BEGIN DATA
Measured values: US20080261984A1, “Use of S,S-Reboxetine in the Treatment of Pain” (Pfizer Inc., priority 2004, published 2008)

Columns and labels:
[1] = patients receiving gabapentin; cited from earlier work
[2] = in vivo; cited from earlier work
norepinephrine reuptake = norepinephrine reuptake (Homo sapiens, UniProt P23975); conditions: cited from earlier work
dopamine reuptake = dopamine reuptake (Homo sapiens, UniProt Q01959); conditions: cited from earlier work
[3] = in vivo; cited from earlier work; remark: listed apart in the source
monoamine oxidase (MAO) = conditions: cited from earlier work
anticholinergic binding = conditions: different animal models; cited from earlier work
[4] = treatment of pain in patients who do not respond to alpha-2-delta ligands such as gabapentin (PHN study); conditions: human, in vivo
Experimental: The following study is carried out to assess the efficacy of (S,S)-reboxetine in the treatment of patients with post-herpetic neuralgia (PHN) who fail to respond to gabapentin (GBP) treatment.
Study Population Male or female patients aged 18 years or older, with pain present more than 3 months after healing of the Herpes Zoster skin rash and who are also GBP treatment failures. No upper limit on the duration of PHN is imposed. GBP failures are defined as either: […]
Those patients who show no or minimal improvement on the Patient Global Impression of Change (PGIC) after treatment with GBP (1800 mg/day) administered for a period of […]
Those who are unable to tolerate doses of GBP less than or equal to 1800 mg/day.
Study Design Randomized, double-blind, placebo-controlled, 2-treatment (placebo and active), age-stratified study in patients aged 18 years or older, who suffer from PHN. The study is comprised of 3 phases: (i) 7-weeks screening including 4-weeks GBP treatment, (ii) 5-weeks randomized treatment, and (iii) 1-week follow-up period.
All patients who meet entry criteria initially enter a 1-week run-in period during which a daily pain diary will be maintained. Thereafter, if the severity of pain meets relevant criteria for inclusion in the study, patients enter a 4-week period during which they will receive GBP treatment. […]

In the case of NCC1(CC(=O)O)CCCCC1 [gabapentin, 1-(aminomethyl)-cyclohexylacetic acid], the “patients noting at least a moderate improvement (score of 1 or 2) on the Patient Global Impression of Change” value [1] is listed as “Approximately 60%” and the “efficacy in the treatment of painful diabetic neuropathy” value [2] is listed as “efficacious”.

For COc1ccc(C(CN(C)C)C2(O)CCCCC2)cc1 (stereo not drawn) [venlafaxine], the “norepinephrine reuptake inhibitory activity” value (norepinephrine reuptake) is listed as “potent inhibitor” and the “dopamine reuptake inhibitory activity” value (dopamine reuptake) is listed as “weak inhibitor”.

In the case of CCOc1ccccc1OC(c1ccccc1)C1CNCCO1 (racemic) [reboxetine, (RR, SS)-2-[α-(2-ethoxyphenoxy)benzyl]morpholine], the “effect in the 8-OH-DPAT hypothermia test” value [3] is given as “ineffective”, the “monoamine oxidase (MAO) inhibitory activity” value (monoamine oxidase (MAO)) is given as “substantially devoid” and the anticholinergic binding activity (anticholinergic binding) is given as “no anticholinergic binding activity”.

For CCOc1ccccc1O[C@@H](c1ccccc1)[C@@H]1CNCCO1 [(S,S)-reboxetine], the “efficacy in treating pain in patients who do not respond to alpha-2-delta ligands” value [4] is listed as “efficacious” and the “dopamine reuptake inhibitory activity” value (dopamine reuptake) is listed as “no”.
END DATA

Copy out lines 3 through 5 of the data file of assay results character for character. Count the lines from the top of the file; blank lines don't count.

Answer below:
[1] = patients receiving gabapentin; cited from earlier work
[2] = in vivo; cited from earlier work
norepinephrine reuptake = norepinephrine reuptake (Homo sapiens, UniProt P23975); conditions: cited from earlier work